The Chalcolithic Age ('copper and stone' from the Greek Chalcos copper), is the later Neolithic and Copper Age, from 4500 to 2500 BC.
Around 3600 BC, came the discovery that copper could be made harder by melting it with a small amount of tin, forming the alloy bronze. This may have been accidental. The earliest use of bronze was by the Egyptians and the Sumerians and was in use in south-east Europe originating in the Middle Volga region around the same time.
Although bronze was used from about 2500 BC, "The earliest appearance of a regular bronze-using economy is to be found in Britain and Ireland in the period 2200-2000 BC, after which it spread eastward and southward through Europe, reaching all parts by 1400-1300 BC" (Europe Between the Oceans 9000 BC - AD 1000, Barry Cunliffe, 2008, page 181).
None of these ages succeeded overnight, change was very gradual and Mesolithic societies lived alongside Neolithic societies for many centuries, for example the Mesolithic Ertebølle culture (hunter gatherers) adjacent to Danish Neolithic societies (herders and farmers). The spread across Europe of the Neolithic, from the Aegean to the British isles, took about 2,600 years (7000-4400 BC).
In warmer climates these stone age periods started and ended much sooner. For example, in the Middle East the terms differ as do the periods:
Upper Palaeolithic circa 43,000-18,0000 BC
Epipalaeolithic circa 18,000-8500 BC
Neolithic circa 8500-4500 BC
Chalcolithic (copper-stone) 4500-3300 BC
Early Bronze Age 3600-2000 BC subdivided into:
Early Bronze I 3600-3100 BC Sumerian culture develops.
Early Bronze II 3100-2700 BC Floruit of Sumerian culture - Egyptian early Dynastic Period.
Early Bronze III 2700-2300 BC Flourishing city-states - Egyptian Old Kingdom Dynasties 3-5.
Early Bronze IV 2300-2000 BC Decline/abandonment of city states.
Middle Bronze Age circa 2000-1500 BC:
Middle Bronze I-II 2000-1650BC Invention of alphabet - revival of urbanism.
Middle Bronze III 1650-1550 BC - Second intermediate Hyksos period.
Late Bronze Age Circa 1550-1200 BC
Metallurgy came late to the British Isles. For Britain it used to be defined as:
Early Bronze Age 2300 - 1400 BC
Middle Bronze Age 1400 - 1000 BC
Late Bronze Age 1000 - 700 BC
You will still see those sub-divisions, but recently the British Bronze Age has been redefined as:
Earlier Bronze Age (EBA) c.2300 - 1200 BCE
Later Bronze Age (LBA) c.1200 - 800 BCE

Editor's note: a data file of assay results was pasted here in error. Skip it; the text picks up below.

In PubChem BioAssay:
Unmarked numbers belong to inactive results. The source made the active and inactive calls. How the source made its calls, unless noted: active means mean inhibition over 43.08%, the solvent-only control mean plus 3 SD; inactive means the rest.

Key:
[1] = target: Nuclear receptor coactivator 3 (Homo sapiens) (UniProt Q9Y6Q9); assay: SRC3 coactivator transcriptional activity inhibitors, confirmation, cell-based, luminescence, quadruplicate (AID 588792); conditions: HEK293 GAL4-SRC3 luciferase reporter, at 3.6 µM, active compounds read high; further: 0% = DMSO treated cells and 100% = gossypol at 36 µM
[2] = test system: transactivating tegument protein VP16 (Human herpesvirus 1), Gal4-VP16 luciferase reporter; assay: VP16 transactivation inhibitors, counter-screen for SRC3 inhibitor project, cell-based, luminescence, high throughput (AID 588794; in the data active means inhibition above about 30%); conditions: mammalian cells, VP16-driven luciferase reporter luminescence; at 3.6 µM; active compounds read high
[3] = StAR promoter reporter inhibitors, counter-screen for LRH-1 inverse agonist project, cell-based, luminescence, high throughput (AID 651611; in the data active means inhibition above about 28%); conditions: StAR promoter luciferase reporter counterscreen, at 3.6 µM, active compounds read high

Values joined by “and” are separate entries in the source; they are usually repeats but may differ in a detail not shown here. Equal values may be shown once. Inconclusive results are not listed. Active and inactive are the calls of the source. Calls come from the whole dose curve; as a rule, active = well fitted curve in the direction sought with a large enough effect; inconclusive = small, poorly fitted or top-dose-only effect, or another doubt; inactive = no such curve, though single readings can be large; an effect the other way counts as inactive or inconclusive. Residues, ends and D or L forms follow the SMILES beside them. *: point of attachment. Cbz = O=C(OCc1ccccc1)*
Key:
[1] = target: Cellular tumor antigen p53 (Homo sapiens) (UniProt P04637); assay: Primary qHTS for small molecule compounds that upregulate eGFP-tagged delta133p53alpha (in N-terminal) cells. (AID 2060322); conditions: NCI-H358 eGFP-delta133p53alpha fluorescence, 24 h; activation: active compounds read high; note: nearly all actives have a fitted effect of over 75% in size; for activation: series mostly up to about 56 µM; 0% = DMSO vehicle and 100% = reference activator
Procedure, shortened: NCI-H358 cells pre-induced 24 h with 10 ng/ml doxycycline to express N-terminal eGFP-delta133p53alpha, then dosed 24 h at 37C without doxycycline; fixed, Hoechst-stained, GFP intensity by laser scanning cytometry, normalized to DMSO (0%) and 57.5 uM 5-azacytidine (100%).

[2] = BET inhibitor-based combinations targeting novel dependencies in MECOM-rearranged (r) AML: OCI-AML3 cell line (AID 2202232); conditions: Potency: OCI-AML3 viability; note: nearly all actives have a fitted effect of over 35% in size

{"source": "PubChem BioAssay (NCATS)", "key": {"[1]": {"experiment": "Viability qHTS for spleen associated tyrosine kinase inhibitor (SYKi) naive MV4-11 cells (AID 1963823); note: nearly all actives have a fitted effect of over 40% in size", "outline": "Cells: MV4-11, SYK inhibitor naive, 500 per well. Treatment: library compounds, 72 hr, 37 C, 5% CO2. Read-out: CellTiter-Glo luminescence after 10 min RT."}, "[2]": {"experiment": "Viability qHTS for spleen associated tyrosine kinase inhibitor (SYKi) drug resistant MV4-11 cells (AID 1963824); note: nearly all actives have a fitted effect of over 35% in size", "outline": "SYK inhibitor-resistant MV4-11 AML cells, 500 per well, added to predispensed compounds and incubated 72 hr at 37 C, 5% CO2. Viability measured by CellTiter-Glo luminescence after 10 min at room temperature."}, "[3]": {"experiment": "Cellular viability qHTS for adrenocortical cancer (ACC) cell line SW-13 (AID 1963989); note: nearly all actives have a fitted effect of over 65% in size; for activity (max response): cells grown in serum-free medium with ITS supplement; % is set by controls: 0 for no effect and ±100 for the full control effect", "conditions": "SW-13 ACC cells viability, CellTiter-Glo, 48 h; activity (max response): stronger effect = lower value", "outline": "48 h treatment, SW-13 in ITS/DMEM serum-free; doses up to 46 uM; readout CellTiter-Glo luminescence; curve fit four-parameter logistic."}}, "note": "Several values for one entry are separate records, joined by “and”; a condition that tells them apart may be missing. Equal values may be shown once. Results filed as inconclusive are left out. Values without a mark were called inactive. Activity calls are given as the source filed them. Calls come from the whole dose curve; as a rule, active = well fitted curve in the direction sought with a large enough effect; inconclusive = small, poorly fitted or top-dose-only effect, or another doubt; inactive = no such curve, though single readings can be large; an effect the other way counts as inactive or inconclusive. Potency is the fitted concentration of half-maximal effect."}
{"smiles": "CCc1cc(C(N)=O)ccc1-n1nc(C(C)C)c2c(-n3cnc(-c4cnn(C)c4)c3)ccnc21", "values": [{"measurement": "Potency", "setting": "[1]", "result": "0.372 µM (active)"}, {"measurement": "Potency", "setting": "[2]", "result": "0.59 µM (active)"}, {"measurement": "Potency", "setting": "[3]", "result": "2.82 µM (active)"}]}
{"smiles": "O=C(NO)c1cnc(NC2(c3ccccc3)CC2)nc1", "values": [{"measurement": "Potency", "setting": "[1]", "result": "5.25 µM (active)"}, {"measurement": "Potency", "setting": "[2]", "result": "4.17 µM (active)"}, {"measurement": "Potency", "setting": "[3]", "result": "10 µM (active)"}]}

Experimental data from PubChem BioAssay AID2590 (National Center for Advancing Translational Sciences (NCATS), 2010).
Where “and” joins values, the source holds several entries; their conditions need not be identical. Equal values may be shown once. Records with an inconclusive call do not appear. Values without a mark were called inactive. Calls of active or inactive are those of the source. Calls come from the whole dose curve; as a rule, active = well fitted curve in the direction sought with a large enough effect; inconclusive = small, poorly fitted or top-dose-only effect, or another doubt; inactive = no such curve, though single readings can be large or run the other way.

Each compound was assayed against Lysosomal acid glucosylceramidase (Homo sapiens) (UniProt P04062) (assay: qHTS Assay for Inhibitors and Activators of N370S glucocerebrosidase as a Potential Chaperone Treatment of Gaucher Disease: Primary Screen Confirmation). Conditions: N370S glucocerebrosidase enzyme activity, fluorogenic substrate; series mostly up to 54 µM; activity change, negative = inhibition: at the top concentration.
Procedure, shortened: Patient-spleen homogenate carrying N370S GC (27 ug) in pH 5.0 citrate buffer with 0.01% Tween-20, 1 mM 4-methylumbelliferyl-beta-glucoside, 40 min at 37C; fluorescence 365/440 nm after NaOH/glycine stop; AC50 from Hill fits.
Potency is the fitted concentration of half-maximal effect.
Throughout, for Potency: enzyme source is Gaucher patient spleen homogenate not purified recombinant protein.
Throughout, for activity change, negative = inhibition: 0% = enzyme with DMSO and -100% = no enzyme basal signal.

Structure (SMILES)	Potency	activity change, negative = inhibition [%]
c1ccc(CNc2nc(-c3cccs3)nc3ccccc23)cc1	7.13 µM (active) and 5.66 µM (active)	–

A final word, in archaeology culture means the beliefs and the way of life of a society whilst industry means the tools, which includes weapons, produced by a culture.
...and so on to
Return to flints display
Flint and bronze axes, or 'celts' (pronounced 'selt', not 'kelt') have nothing to do with the much later ancient Celtic tribes. They are stone age implements made several thousand years before the Celts appeared and the Celtic religion evolved. Celt is derived from the (reputed) Latin celtis, 'stone-chisel, sculptor's chisel'. Human memory of them and what they were was completely lost by around 800 BC; they were frequently found and commented on but until the 18th century they were thought to be divine thunder bolts by all, a belief which persisted in the countryside until the 19th century. Water in which celts had been boiled was held to be a cure for rheumatism. But even in later Neolithic times they had become objects of veneration, the weapons of the ancestors, to be buried with the dead or offered to the gods. Later their common use was forgotten but they were retained in religious ceremonies. Herodotus (Histories 2.86.4) records that a flint knife, which he describes as 'a sharp Ethiopian stone', was used by Egyptian embalmers to cut open a body for mummification. Solemn treaties among Romans were ratified by the Fetialis sacrificing a pig with a flint implement and into historical times a flint was used in the Jewish rite of circumcision. All were rites which had been handed down from generation to generation from time immemorial, and in which the minute and careful repetition of ancient observances was the essential religious element. In like manner, when the use of bronze weapons and tools was but a faint memory, Sabine priests cut their hair with bronze knives and the Chief Priest of Jupiter in Rome used bronze shears for the same purpose.